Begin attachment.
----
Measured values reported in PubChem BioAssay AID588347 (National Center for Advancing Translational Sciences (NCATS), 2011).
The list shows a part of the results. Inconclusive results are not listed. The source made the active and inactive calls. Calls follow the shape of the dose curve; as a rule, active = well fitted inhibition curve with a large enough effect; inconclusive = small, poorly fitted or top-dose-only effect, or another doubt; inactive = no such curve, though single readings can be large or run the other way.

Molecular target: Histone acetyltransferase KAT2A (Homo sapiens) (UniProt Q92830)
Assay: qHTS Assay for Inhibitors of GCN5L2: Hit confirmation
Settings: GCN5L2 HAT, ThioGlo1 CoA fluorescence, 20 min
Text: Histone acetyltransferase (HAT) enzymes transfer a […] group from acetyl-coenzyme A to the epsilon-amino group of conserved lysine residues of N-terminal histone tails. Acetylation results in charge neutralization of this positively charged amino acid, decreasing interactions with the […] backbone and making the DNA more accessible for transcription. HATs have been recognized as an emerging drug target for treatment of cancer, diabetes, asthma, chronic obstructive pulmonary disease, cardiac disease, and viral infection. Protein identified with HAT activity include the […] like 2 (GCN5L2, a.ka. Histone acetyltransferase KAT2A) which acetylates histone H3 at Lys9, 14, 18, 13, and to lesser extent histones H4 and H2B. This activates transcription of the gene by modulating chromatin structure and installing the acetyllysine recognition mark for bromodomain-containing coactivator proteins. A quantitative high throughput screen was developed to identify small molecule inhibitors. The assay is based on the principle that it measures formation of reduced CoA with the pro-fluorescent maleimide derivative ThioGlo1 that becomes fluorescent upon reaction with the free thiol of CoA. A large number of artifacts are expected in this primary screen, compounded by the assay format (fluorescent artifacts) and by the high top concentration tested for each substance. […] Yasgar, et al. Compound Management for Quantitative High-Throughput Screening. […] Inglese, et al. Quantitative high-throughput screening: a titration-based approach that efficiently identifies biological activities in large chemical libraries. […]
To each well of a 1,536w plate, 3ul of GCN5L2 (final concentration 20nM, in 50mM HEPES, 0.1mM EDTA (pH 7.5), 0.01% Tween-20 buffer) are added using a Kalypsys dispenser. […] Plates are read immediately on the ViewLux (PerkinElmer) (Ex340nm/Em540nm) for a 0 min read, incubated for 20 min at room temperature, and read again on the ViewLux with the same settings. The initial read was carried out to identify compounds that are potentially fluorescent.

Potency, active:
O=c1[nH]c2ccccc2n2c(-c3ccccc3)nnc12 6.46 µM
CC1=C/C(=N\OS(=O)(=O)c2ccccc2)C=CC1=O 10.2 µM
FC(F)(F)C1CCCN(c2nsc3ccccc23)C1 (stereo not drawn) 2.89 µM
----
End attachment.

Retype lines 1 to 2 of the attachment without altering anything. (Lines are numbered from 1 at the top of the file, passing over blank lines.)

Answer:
Measured values reported in PubChem BioAssay AID588347 (National Center for Advancing Translational Sciences (NCATS), 2011).
The list shows a part of the results. Inconclusive results are not listed. The source made the active and inactive calls. Calls follow the shape of the dose curve; as a rule, active = well fitted inhibition curve with a large enough effect; inconclusive = small, poorly fitted or top-dose-only effect, or another doubt; inactive = no such curve, though single readings can be large or run the other way.